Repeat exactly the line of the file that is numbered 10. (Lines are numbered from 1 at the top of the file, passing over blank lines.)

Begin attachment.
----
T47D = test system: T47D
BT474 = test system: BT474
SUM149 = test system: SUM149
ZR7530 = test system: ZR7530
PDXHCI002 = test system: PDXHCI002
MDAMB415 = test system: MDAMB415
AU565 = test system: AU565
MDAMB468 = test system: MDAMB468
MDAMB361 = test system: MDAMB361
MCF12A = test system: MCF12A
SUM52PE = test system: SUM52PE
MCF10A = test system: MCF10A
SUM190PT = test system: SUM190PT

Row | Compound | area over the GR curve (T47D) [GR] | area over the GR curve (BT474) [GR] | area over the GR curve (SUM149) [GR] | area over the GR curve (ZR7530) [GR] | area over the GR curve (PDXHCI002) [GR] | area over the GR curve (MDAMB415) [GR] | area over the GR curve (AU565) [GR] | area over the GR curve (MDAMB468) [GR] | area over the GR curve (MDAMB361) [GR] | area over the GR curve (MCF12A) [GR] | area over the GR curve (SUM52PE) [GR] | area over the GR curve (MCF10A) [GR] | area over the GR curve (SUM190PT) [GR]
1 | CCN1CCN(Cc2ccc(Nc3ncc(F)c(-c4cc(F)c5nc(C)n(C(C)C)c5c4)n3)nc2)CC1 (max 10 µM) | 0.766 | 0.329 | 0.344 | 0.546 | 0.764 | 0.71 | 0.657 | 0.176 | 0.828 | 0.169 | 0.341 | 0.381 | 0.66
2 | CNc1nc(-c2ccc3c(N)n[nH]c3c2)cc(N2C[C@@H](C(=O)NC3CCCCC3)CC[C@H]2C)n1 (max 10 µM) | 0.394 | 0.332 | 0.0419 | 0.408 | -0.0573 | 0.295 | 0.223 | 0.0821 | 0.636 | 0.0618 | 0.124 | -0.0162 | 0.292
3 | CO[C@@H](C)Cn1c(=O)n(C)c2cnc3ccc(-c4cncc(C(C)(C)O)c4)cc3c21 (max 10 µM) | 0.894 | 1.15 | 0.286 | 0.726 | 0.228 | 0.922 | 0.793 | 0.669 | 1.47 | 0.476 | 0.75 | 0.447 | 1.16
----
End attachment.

MCF12A = test system: MCF12A